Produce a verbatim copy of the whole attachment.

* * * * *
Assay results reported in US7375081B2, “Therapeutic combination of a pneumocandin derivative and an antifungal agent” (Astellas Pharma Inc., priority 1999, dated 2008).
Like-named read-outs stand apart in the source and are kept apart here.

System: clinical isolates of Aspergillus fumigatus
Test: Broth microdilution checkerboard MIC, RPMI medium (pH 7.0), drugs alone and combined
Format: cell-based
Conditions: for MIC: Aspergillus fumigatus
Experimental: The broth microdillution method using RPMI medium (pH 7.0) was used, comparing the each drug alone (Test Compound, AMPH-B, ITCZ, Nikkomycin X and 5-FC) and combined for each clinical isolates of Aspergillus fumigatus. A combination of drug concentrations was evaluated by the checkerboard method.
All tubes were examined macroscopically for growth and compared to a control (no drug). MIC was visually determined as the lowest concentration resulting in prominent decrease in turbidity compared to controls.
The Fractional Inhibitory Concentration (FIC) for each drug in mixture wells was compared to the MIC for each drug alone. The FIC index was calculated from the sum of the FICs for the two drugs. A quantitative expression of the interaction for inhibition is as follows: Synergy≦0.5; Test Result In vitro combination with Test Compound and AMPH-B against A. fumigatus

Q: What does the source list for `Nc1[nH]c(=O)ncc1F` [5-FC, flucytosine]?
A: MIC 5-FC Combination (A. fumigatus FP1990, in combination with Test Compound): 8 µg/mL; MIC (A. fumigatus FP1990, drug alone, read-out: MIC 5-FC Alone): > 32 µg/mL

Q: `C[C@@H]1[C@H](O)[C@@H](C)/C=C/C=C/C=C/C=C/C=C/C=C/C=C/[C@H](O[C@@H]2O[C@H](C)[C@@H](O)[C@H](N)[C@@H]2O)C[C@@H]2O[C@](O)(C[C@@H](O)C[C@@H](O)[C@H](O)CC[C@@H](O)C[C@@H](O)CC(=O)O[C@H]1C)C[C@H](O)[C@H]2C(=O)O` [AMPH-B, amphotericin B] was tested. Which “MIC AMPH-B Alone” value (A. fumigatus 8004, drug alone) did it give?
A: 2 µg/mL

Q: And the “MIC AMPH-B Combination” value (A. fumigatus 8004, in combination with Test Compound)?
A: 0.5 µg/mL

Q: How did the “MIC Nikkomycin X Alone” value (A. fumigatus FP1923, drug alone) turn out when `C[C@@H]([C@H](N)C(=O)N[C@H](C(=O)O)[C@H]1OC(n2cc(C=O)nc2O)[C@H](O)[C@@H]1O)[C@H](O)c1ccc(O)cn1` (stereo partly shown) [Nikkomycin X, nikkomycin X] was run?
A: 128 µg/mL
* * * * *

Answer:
Assay results reported in US7375081B2, “Therapeutic combination of a pneumocandin derivative and an antifungal agent” (Astellas Pharma Inc., priority 1999, dated 2008).
Like-named read-outs stand apart in the source and are kept apart here.

System: clinical isolates of Aspergillus fumigatus
Test: Broth microdilution checkerboard MIC, RPMI medium (pH 7.0), drugs alone and combined
Format: cell-based
Conditions: for MIC: Aspergillus fumigatus
Experimental: The broth microdillution method using RPMI medium (pH 7.0) was used, comparing the each drug alone (Test Compound, AMPH-B, ITCZ, Nikkomycin X and 5-FC) and combined for each clinical isolates of Aspergillus fumigatus. A combination of drug concentrations was evaluated by the checkerboard method.
All tubes were examined macroscopically for growth and compared to a control (no drug). MIC was visually determined as the lowest concentration resulting in prominent decrease in turbidity compared to controls.
The Fractional Inhibitory Concentration (FIC) for each drug in mixture wells was compared to the MIC for each drug alone. The FIC index was calculated from the sum of the FICs for the two drugs. A quantitative expression of the interaction for inhibition is as follows: Synergy≦0.5; Test Result In vitro combination with Test Compound and AMPH-B against A. fumigatus

Q: What does the source list for `Nc1[nH]c(=O)ncc1F` [5-FC, flucytosine]?
A: MIC 5-FC Combination (A. fumigatus FP1990, in combination with Test Compound): 8 µg/mL; MIC (A. fumigatus FP1990, drug alone, read-out: MIC 5-FC Alone): > 32 µg/mL

Q: `C[C@@H]1[C@H](O)[C@@H](C)/C=C/C=C/C=C/C=C/C=C/C=C/C=C/[C@H](O[C@@H]2O[C@H](C)[C@@H](O)[C@H](N)[C@@H]2O)C[C@@H]2O[C@](O)(C[C@@H](O)C[C@@H](O)[C@H](O)CC[C@@H](O)C[C@@H](O)CC(=O)O[C@H]1C)C[C@H](O)[C@H]2C(=O)O` [AMPH-B, amphotericin B] was tested. Which “MIC AMPH-B Alone” value (A. fumigatus 8004, drug alone) did it give?
A: 2 µg/mL

Q: And the “MIC AMPH-B Combination” value (A. fumigatus 8004, in combination with Test Compound)?
A: 0.5 µg/mL

Q: How did the “MIC Nikkomycin X Alone” value (A. fumigatus FP1923, drug alone) turn out when `C[C@@H]([C@H](N)C(=O)N[C@H](C(=O)O)[C@H]1OC(n2cc(C=O)nc2O)[C@H](O)[C@@H]1O)[C@H](O)c1ccc(O)cn1` (stereo partly shown) [Nikkomycin X, nikkomycin X] was run?
A: 128 µg/mL